Carpal tunnel syndrome

Carpal tunnel syndrome is one of the commonest reasons why patients seek the advice of a hand surgeon. It occurs when the median nerve is squashed under a thick ligament in the palm. The ligaments tends to get thicker with age which is why carpal tunnel syndrome is more common as people get older. It causes pins and needles and pain in the hand, often in the thumb, index and middle fingers because the nerve supplies these areas. If left untreated it can progress to permanent sensory disturbance, and permanent loss of the muscle at the base of the thumb. This muscle is important to move the thumb away from the fingers, which allows pinch; so untreated carpal tunnel syndrome can cause loss of pinch ability.

Mr Wharton often uses nerve conduction studies to confirm the diagnosis of carpal tunnel syndrome, and to assess its severity. To do this test a neurophysiologist places electrodes over the nerve, and uses electricity to stimulate the nerve causing the muscles to jump. Although it’s not a painful test it can feel very strange for a few seconds.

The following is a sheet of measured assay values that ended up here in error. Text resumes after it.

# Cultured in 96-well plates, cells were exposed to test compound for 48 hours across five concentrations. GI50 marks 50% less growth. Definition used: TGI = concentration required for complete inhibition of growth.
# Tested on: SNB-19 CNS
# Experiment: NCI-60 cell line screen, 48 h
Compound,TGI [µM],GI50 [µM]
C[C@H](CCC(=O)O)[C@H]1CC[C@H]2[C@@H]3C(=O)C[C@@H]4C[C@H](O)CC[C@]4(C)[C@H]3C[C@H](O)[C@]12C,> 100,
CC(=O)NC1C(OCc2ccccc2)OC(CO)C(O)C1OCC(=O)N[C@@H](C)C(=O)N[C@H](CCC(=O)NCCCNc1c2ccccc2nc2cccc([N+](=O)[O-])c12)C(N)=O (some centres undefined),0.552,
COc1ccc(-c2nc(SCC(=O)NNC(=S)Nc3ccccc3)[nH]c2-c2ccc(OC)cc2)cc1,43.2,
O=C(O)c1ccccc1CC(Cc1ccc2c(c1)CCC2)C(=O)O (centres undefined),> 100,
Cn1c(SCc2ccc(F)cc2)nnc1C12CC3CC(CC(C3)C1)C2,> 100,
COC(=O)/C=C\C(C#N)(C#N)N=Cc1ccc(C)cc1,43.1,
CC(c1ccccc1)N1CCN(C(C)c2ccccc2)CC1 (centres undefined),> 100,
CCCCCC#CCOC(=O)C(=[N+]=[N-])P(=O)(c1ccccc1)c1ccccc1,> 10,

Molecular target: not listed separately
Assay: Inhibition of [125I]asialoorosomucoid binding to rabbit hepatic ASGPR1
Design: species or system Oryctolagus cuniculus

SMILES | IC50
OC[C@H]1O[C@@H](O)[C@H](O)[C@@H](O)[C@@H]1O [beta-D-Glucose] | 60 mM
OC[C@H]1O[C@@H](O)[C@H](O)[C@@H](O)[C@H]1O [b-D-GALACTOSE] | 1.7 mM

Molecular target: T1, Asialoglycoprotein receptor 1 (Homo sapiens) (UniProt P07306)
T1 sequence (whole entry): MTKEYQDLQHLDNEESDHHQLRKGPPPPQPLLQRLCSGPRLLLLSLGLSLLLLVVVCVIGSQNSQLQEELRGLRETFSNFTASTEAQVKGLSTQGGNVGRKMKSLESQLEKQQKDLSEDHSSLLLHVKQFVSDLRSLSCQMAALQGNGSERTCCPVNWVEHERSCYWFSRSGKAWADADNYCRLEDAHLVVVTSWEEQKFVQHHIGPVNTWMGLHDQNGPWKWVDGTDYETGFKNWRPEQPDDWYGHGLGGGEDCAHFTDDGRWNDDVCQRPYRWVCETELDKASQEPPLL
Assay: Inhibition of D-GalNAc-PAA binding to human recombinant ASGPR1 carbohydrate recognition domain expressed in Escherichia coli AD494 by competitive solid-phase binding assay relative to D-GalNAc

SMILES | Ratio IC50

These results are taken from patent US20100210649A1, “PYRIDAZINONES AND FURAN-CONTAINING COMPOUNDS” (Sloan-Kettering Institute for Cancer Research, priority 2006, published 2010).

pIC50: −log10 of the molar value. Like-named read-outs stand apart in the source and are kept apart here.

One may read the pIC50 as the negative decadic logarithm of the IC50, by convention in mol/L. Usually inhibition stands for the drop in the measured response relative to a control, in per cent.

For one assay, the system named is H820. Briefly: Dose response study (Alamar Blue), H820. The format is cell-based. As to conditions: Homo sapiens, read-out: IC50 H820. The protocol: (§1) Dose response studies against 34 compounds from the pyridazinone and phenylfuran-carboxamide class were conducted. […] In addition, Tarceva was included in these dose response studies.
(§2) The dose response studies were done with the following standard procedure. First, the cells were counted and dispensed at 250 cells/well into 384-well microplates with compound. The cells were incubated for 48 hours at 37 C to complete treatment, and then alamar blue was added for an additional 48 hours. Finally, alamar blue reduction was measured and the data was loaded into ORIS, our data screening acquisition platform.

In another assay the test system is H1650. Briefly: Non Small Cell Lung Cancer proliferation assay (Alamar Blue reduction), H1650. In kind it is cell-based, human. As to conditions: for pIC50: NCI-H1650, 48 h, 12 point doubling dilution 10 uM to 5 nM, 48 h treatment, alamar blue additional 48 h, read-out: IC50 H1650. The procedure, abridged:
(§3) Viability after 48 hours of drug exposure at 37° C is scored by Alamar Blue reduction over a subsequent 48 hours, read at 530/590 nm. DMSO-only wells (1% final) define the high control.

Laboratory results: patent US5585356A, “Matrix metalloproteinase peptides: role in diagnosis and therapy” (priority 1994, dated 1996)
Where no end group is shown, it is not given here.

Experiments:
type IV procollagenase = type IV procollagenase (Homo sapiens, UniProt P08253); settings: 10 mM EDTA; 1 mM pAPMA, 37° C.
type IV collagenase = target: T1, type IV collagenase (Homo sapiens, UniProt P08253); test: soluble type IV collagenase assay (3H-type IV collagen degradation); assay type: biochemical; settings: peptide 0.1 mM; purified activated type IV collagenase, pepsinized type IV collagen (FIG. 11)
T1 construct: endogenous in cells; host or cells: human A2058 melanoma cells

In the early stages Mr Wharton recommends sleeping with a wrist splint that has been bent into a straight position. This is because the pressures in the carpal tunnel have been shown to be lowest when the wrist is in a neutral position. For mild carpal tunnel syndrome, or where the diagnosis isn’t straight forward, Mr Wharton often recommends a steroid injection which he delivers in the clinic. Especially in younger patients steroid injections can take away the symptoms of carpal tunnel syndrome for many years.

If the condition is too far progressed Mr Wharton may recommend mini-open surgery to release the ligament. This surgery is done with the patient awake, using local anaesthetic to numb the skin in the palm. The thick compressive ligament is divided and the nerve is freed up in the hand and in the forearm. The skin is repaired, usually with dissolving sutures. The procedure usually takes around ten minutes, and patients go home the same day. Afterwards it is important to elevate your hand for at least five days, and keep the wound dry for two weeks.